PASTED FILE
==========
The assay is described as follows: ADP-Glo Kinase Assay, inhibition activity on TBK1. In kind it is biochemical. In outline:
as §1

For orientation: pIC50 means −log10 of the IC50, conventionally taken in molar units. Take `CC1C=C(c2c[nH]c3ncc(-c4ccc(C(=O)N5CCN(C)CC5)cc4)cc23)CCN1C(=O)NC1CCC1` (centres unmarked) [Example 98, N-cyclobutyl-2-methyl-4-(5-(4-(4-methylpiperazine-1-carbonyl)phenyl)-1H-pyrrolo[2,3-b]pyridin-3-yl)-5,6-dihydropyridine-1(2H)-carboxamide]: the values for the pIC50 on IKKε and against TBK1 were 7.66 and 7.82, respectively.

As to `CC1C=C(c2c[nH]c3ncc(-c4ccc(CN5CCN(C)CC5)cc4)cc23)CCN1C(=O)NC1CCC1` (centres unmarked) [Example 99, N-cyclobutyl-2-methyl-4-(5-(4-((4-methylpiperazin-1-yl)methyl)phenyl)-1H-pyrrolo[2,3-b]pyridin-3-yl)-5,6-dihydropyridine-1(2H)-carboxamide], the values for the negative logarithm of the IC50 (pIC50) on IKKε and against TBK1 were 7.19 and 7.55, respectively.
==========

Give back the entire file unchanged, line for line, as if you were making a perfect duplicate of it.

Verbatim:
The assay is described as follows: ADP-Glo Kinase Assay, inhibition activity on TBK1. In kind it is biochemical. In outline:
as §1

For orientation: pIC50 means −log10 of the IC50, conventionally taken in molar units. Take `CC1C=C(c2c[nH]c3ncc(-c4ccc(C(=O)N5CCN(C)CC5)cc4)cc23)CCN1C(=O)NC1CCC1` (centres unmarked) [Example 98, N-cyclobutyl-2-methyl-4-(5-(4-(4-methylpiperazine-1-carbonyl)phenyl)-1H-pyrrolo[2,3-b]pyridin-3-yl)-5,6-dihydropyridine-1(2H)-carboxamide]: the values for the pIC50 on IKKε and against TBK1 were 7.66 and 7.82, respectively.

As to `CC1C=C(c2c[nH]c3ncc(-c4ccc(CN5CCN(C)CC5)cc4)cc23)CCN1C(=O)NC1CCC1` (centres unmarked) [Example 99, N-cyclobutyl-2-methyl-4-(5-(4-((4-methylpiperazin-1-yl)methyl)phenyl)-1H-pyrrolo[2,3-b]pyridin-3-yl)-5,6-dihydropyridine-1(2H)-carboxamide], the values for the negative logarithm of the IC50 (pIC50) on IKKε and against TBK1 were 7.19 and 7.55, respectively.